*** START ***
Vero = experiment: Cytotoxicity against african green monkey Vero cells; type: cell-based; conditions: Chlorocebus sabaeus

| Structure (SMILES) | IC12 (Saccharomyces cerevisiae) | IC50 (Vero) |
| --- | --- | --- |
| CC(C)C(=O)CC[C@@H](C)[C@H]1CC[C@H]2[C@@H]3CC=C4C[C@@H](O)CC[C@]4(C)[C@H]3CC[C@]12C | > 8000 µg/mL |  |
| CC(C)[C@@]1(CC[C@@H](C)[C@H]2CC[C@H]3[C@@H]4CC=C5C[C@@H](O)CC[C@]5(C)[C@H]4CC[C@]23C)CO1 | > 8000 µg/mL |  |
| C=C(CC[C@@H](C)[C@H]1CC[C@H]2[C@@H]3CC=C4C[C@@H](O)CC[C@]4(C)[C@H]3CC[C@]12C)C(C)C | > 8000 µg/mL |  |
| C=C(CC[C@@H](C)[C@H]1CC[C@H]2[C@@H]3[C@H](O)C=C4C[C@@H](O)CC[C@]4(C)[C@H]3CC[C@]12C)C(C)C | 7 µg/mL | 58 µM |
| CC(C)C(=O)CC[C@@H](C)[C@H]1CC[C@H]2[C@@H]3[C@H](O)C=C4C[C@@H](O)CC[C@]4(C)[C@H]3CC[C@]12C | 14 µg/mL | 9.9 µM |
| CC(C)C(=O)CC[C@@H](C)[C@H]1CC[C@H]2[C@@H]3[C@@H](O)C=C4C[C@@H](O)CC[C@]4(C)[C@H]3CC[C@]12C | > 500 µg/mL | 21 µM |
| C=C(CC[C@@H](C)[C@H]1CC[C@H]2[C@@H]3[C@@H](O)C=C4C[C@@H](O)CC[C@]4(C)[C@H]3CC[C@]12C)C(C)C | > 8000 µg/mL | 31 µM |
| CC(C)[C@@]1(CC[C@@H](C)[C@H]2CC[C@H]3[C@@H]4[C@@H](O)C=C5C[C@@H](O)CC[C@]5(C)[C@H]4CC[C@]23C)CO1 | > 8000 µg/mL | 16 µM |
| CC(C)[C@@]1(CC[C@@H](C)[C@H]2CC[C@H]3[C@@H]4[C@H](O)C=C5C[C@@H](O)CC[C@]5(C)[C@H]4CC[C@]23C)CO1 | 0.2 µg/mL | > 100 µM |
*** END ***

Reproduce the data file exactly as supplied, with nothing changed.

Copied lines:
Vero = experiment: Cytotoxicity against african green monkey Vero cells; type: cell-based; conditions: Chlorocebus sabaeus

| Structure (SMILES) | IC12 (Saccharomyces cerevisiae) | IC50 (Vero) |
| --- | --- | --- |
| CC(C)C(=O)CC[C@@H](C)[C@H]1CC[C@H]2[C@@H]3CC=C4C[C@@H](O)CC[C@]4(C)[C@H]3CC[C@]12C | > 8000 µg/mL |  |
| CC(C)[C@@]1(CC[C@@H](C)[C@H]2CC[C@H]3[C@@H]4CC=C5C[C@@H](O)CC[C@]5(C)[C@H]4CC[C@]23C)CO1 | > 8000 µg/mL |  |
| C=C(CC[C@@H](C)[C@H]1CC[C@H]2[C@@H]3CC=C4C[C@@H](O)CC[C@]4(C)[C@H]3CC[C@]12C)C(C)C | > 8000 µg/mL |  |
| C=C(CC[C@@H](C)[C@H]1CC[C@H]2[C@@H]3[C@H](O)C=C4C[C@@H](O)CC[C@]4(C)[C@H]3CC[C@]12C)C(C)C | 7 µg/mL | 58 µM |
| CC(C)C(=O)CC[C@@H](C)[C@H]1CC[C@H]2[C@@H]3[C@H](O)C=C4C[C@@H](O)CC[C@]4(C)[C@H]3CC[C@]12C | 14 µg/mL | 9.9 µM |
| CC(C)C(=O)CC[C@@H](C)[C@H]1CC[C@H]2[C@@H]3[C@@H](O)C=C4C[C@@H](O)CC[C@]4(C)[C@H]3CC[C@]12C | > 500 µg/mL | 21 µM |
| C=C(CC[C@@H](C)[C@H]1CC[C@H]2[C@@H]3[C@@H](O)C=C4C[C@@H](O)CC[C@]4(C)[C@H]3CC[C@]12C)C(C)C | > 8000 µg/mL | 31 µM |
| CC(C)[C@@]1(CC[C@@H](C)[C@H]2CC[C@H]3[C@@H]4[C@@H](O)C=C5C[C@@H](O)CC[C@]5(C)[C@H]4CC[C@]23C)CO1 | > 8000 µg/mL | 16 µM |
| CC(C)[C@@]1(CC[C@@H](C)[C@H]2CC[C@H]3[C@@H]4[C@H](O)C=C5C[C@@H](O)CC[C@]5(C)[C@H]4CC[C@]23C)CO1 | 0.2 µg/mL | > 100 µM |